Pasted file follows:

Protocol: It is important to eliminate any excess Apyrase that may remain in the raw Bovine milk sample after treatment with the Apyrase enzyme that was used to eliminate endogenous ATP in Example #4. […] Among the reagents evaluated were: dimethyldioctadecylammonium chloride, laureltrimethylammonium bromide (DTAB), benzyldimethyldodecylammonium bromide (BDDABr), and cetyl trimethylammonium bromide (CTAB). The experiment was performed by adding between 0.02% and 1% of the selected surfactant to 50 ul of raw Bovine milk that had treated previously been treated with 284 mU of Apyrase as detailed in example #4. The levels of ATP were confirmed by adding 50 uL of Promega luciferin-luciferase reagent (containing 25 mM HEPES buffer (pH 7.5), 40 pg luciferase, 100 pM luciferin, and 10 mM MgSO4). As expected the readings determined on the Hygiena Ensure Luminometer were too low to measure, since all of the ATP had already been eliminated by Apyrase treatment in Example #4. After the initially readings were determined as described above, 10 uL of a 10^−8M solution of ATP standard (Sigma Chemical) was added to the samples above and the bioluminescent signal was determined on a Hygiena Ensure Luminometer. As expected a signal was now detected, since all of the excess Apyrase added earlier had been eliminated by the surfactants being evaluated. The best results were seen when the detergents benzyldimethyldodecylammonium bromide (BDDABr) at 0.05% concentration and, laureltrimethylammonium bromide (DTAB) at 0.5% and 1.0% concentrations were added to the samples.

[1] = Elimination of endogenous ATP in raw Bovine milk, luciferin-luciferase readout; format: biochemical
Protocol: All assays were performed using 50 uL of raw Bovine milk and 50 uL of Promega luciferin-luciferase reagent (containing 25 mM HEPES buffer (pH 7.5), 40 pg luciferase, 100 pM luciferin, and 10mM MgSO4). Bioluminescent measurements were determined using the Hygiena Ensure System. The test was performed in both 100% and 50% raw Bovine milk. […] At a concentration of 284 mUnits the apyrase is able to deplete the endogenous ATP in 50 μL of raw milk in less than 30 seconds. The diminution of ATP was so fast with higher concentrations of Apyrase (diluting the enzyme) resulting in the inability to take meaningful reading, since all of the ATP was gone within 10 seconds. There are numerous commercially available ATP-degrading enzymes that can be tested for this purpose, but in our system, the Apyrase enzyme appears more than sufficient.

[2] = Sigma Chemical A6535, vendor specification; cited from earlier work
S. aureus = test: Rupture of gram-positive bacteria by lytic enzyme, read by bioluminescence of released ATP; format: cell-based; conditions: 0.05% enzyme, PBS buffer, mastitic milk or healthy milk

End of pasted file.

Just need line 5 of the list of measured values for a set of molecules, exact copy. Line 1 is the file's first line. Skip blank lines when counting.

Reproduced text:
S. aureus = test: Rupture of gram-positive bacteria by lytic enzyme, read by bioluminescence of released ATP; format: cell-based; conditions: 0.05% enzyme, PBS buffer, mastitic milk or healthy milk